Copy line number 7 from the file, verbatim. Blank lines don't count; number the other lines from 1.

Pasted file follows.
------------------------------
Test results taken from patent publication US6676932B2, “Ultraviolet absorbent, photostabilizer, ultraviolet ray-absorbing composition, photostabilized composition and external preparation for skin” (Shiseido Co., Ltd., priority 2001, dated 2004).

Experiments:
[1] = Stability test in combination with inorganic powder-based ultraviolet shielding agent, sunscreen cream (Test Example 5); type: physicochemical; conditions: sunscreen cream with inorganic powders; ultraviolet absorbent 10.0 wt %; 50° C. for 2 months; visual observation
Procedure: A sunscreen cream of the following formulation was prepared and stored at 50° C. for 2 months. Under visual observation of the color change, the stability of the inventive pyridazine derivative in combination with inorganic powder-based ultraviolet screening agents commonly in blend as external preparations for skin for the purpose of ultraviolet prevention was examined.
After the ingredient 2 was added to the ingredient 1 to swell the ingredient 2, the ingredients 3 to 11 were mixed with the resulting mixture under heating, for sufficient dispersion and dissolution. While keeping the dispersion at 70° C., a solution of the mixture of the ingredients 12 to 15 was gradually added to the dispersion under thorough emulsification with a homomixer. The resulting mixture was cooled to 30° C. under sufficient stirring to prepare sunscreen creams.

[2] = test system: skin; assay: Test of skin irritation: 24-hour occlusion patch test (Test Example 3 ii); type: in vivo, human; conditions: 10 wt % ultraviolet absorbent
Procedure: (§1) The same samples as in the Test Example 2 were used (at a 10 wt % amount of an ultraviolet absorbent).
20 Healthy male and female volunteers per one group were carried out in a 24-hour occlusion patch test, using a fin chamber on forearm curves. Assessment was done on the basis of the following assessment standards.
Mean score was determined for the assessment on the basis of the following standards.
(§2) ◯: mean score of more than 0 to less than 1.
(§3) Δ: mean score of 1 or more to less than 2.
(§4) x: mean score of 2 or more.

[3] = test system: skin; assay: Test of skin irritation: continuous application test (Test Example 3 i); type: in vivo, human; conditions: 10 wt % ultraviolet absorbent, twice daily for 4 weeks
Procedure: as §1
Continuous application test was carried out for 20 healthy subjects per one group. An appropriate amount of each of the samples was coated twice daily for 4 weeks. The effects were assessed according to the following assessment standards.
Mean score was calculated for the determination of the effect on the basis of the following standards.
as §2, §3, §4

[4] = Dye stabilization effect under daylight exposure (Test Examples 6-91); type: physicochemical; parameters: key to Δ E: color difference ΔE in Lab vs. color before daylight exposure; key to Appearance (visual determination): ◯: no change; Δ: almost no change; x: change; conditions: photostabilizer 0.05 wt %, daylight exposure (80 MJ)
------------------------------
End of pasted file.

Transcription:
Procedure: (§1) The same samples as in the Test Example 2 were used (at a 10 wt % amount of an ultraviolet absorbent).